Sarah Farmer’s images have accompanied several Foodie Friday articles published on Apt613. She’s worked with local food photography business Transparent Kitchen and most recently on the unique and acclaimed photo essay series The Last Service, which highlights the challenges faced by chefs working in the restaurant industry. Now she’s taking the leap to open her own space, Gumption Studio. I spoke with Sarah about how she went from chef to photographer, what she loves about her work, and her plans for the future.
This interview has been edited and condensed for length and clarity.
You started your career not as a photographer, but as a chef. How long did you do that for, and what did you love about it?
It was almost 15 years. I started when I was in high school with a co-op at Rideau Hall. I loved the ability to be super creative. You literally see what you’ve created at the end of a plate. It’s instant gratification. I’m a very visual person.
How did you go from working in a restaurant kitchen to becoming a food photographer?
One of the last major jobs that I had in the industry was the O’Brien House in Chelsea. We were foraging, doing tasting menu only, we had something really special. But I found that the way we were represented on our social media, people weren’t really seeing the heart of what we were doing. It was just skimming the surface. So I started taking my own photos, playing around with different lighting, figuring out how to get the best photo, and it just snowballed from there.
I ended up buying a camera, which was a huge investment, and I panicked a little when I first bought it, because it was a $4000 investment that I technically did not have the money for, as a chef, and I signed up for a part-time 10-week course at SPAO. [But] most of the hard stuff I learned came from hours and hours of YouTube tutorials.
I ended up having to leave the industry because I ran into a laundry list of health issues. That’s a whole other conversation [laughs]. I ended up following the path of food photography so that I could sort all of that out and have more work-life balance.
It’s my mission now to make sure that I’m representing businesses and showing the heart of who they are and the things that are special, but at the same time using the platform with imagery (which people obviously connect to), getting people to feel things about the industry and deal with the issues that are happening. I feel like photography is such a powerful tool.
You started with food photos but now you also shoot portraits, interiors, and product photography. Why did you choose to branch out from just food?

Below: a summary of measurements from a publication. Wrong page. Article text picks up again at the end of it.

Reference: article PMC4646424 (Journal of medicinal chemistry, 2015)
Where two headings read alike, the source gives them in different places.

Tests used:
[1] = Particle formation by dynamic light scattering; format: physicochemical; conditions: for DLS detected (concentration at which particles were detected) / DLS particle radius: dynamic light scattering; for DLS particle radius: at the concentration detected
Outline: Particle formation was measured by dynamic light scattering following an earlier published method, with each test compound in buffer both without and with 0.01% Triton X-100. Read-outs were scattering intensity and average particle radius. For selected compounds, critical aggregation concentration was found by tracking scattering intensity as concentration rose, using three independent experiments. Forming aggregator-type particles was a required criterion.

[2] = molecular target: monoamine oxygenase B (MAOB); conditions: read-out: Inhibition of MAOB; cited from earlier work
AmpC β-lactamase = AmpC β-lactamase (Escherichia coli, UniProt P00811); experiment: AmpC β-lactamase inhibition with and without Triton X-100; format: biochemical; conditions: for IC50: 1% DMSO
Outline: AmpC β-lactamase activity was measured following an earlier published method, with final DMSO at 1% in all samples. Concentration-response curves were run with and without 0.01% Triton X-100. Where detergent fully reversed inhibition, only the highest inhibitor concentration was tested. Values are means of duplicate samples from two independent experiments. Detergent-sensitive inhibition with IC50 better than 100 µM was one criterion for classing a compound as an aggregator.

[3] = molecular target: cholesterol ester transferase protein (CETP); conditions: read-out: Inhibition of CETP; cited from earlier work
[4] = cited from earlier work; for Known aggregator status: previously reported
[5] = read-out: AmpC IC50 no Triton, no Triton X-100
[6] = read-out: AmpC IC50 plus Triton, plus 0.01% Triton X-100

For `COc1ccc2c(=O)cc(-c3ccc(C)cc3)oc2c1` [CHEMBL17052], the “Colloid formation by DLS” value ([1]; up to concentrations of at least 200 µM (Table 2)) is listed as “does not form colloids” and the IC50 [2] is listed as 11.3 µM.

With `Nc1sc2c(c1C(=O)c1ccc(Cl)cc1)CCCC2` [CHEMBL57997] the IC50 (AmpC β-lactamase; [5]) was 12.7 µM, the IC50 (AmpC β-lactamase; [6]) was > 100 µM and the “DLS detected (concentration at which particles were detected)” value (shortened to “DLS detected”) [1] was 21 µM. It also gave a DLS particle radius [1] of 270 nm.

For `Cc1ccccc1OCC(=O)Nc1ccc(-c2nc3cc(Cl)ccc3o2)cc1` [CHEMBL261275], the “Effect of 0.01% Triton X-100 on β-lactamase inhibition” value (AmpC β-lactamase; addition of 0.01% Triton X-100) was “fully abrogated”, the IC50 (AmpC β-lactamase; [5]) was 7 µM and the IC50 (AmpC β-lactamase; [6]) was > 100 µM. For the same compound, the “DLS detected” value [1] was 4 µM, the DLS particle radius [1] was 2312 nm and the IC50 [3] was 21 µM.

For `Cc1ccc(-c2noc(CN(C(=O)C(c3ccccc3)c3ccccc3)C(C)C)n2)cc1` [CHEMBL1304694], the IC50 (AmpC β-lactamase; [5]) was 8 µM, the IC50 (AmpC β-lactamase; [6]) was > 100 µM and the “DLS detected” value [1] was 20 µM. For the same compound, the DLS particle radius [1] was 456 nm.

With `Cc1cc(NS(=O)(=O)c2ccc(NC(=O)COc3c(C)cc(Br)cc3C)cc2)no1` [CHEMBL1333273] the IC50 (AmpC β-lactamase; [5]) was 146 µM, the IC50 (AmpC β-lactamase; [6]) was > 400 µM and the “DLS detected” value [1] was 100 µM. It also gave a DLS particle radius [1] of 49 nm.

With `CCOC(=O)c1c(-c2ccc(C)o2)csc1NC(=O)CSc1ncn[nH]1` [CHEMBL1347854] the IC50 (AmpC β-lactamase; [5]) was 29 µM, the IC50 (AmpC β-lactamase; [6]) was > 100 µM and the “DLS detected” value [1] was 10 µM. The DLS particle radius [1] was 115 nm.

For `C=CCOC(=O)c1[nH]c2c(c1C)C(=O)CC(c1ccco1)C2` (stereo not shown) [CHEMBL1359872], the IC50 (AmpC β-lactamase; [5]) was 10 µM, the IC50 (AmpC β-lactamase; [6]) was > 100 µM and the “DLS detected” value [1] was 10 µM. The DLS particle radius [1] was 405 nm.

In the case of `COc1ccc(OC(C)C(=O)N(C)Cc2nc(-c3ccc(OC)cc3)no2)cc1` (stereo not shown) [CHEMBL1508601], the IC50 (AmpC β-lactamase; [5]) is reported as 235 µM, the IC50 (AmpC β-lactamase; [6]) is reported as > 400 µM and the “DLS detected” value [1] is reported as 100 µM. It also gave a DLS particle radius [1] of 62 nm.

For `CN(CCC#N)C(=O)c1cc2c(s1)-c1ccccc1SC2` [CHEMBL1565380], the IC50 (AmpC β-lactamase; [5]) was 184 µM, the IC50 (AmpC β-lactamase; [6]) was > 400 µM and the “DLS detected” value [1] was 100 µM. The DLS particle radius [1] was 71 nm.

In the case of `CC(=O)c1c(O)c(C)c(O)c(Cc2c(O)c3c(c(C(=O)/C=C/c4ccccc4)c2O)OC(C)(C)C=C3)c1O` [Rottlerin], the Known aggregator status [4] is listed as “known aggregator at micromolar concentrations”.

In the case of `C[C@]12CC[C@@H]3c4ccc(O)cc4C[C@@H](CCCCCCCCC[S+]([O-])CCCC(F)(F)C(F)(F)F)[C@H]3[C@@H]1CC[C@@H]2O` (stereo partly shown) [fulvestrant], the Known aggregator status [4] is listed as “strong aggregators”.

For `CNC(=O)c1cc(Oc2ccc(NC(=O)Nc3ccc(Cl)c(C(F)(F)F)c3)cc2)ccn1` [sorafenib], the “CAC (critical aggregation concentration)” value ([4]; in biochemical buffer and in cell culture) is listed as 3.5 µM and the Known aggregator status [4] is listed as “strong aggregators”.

I’ve always been a very curious person and I don’t like sticking to one thing. When I went to culinary school, for example, I did the savoury program, and then I thought that I should be well-rounded, so I did the pastry program. And I find that having an understanding of all aspects of something, even if it’s just a little bit, makes you a stronger creator.
What are the advantages and the challenges of the various types of photography?
Portraits, for example, the challenges are making people feel more comfortable, getting them to let their guards down and to trust you. To really get who they are at the core to show through in the image. It can be a challenge, especially when you’re shooting people in the restaurant industry because they often like to be behind the scenes. They don’t like to be the centre of attention in front of the camera.
How would you say you approach photography? What’s your philosophy about making a special or memorable image?
Keep it real. I really like natural light. I fought it for a long time because I thought that if you used natural light, it meant that you weren’t a real photographer, that you didn’t know enough, and that it would be frowned upon.
For example, I recently did a shoot with Soca Kitchen. I brought my entire light setup, but when I got there, the sun was coming through in a way that it was kissing the end of the table, and I went with it. I scrapped the lights and I just used what I had there. I adapted in the moment and the photos ended up being amazing and a bit dramatic. I’m very open to doing what makes sense in the moment.
What’s your vision for the work you want to do, both now and into the future? Commercial versus artistic, is that a thing?
I would say my vision is to blur the lines. Commercial photography can be really exciting and artistic as well. Having the freedom to create something that’s fun and interesting and visually stimulating, that truly represents a business, that’s definitely my vision. Whether that’s photography, videography, I want to do it all. I know it sounds ridiculous because people tell you to focus, but that’s not me. I want to grow into a studio where I can also hire other people, maybe even former industry people who have an eye.
A very important thing for me is really getting to know people and understanding what their vision is. It’s so crucial.
What else should people know about you and your work?
I have a normal hourly rate, but I find that based on the structure of the restaurant industry — menus changing often, slim profit margins — the structure that most photographers have for the industry, it just doesn’t work for them. So I created a package that gets them what they need, at an affordable price. I just announced it the other day and I’ve already got seven people signed up. It’s my way to try and help but also get Gumption going.